also located at Quantico. In addition, the FBI provides training to state,
local, and international law enforcement officials at the National Academy and
hosts numerous training conferences.
Over the past
few years, the FBI has made significant progress in improving the training we
provide to agents, support personnel, and our law enforcement partners.
Special Agents to meet our highest priority—terrorism prevention—our
Counterterrorism modules now include financial investigative techniques, source
development strategies, terrorist groups, and domestic terrorism. We have also
developed a number of practical problems that have greatly enhanced our
counterintelligence and counterterrorism training. For example, we have
developed white-collar practical problems focusing on terrorist fundraising that
enables New Agent trainees to experience one of the means of identifying and
dismantling terrorist networks before they strike. Of course, we also include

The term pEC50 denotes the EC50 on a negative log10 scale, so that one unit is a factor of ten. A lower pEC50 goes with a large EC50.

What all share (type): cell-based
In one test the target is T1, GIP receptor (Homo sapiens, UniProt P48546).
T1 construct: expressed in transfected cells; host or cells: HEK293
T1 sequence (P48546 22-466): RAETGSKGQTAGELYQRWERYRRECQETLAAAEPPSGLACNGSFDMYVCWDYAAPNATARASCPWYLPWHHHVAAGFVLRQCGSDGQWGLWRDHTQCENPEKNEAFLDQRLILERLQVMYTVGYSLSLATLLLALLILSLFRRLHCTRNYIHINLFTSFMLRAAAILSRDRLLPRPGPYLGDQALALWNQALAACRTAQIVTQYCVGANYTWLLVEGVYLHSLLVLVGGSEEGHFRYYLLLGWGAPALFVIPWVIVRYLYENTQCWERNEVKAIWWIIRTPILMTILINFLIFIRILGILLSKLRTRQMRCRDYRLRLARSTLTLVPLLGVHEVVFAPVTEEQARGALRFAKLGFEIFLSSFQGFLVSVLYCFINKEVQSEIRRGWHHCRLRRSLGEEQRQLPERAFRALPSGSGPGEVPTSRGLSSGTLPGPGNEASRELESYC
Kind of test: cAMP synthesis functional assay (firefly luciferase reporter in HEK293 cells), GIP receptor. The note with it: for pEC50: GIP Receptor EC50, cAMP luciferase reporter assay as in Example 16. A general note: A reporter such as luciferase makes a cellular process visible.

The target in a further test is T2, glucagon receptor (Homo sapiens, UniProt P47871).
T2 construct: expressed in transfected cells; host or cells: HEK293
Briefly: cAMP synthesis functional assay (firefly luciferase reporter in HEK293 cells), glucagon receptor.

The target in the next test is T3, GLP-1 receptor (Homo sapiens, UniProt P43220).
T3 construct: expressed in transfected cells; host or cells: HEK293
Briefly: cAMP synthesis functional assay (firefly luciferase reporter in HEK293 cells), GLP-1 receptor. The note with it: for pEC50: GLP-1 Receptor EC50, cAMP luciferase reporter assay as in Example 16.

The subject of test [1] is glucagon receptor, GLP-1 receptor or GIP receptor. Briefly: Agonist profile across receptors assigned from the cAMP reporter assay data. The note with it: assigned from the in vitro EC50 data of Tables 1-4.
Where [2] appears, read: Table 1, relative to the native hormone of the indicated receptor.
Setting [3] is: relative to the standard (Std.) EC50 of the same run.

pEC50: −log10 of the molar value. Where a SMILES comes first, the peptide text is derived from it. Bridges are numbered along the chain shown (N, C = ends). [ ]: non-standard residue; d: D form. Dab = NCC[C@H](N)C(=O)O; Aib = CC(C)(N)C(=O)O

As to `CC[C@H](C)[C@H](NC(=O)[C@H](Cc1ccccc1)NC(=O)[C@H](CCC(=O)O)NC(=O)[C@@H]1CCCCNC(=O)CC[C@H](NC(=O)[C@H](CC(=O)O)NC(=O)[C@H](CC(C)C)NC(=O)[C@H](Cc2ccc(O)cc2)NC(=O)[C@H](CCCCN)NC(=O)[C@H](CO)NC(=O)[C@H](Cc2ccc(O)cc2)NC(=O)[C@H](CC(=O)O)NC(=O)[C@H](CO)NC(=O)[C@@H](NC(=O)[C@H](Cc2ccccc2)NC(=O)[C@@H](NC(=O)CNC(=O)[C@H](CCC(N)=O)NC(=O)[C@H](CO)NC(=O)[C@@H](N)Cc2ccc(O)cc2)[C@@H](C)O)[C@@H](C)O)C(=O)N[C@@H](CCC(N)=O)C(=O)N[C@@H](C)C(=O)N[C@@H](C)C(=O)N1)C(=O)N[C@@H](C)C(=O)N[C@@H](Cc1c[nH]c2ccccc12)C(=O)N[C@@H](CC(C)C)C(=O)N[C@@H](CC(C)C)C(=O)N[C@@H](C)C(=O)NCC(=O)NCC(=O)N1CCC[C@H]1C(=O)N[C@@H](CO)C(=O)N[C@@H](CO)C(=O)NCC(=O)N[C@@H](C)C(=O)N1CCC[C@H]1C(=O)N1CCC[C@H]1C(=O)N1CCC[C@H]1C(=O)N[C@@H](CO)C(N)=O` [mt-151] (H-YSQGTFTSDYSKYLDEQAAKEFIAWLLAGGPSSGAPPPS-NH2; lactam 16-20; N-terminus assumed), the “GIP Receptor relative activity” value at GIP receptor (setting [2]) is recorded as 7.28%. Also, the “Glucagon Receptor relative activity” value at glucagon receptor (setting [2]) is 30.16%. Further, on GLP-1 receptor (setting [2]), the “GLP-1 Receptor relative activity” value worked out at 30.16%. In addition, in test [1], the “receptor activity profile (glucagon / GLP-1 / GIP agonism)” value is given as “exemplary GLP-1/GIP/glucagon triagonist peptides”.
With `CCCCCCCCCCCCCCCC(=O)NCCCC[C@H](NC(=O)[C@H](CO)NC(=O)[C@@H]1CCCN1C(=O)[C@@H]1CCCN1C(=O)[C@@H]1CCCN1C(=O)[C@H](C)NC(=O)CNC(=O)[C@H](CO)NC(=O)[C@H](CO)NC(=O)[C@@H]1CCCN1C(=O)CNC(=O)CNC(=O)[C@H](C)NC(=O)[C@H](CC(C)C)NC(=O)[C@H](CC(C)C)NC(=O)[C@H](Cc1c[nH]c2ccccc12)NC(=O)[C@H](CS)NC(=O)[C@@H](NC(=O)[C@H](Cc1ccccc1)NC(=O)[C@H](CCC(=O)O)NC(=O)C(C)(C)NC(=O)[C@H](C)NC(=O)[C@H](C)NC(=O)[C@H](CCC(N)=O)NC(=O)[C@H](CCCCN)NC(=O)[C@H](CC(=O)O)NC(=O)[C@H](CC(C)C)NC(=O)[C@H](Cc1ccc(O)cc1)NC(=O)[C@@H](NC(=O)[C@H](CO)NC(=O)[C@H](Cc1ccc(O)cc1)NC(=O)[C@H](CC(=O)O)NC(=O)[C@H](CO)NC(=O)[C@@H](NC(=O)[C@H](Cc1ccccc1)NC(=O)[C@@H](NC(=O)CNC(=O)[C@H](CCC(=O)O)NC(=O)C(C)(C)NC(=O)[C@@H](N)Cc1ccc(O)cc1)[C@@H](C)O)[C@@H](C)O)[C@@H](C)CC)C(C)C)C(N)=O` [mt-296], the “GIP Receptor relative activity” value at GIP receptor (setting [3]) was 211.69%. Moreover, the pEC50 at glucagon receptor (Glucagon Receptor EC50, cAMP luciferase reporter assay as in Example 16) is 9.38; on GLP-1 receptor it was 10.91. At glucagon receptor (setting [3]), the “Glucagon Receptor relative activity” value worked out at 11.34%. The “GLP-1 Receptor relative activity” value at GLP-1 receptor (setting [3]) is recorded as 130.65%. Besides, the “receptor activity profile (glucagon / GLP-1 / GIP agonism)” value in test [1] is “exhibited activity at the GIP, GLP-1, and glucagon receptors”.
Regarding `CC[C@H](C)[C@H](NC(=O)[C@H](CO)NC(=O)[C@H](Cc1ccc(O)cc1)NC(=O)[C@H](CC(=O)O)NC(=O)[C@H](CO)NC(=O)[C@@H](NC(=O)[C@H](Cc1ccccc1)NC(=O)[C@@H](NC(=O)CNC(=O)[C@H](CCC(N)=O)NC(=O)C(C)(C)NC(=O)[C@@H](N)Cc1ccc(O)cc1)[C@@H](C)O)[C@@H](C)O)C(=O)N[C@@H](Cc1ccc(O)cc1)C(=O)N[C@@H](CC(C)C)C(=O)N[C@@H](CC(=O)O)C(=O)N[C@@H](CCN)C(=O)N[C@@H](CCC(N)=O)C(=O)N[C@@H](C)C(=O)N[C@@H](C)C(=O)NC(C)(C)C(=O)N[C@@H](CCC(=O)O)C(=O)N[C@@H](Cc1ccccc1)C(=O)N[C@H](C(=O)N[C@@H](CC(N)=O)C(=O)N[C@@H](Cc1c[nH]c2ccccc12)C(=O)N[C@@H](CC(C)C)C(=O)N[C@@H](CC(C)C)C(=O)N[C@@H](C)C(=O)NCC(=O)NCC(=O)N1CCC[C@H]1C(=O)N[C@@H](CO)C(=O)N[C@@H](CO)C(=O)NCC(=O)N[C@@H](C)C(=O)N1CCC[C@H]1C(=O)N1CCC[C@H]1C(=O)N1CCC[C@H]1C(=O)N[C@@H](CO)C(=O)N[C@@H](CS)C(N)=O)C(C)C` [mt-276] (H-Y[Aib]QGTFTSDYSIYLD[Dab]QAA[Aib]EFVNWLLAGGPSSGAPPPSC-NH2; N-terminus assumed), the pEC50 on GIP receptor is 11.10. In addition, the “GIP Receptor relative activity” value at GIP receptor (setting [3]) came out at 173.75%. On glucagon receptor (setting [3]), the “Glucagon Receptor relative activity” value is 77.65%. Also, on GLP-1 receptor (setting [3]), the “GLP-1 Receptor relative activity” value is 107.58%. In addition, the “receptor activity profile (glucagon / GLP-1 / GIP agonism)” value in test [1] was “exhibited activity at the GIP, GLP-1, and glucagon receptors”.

practical problems where the trainees must respond to a terrorist event such as
the release of cyanide or anthrax. In the past, our practical exercises focused
exclusively on criminal applications, such as bank robberies and kidnappings.
While these remain an important part of our program, we have refocused our
training efforts to address our number one priority of protecting the United
States against terrorist attack.
established the College of Analytical Studies (CAS) in October 2001 to provide
analysts with a formal training program in support of our counterterrorism
mission. The CAS includes a basic course of six weeks for FBI analysts, as well
as Joint Terrorism Task Force (JTTF) analysts, who may be Department of Justice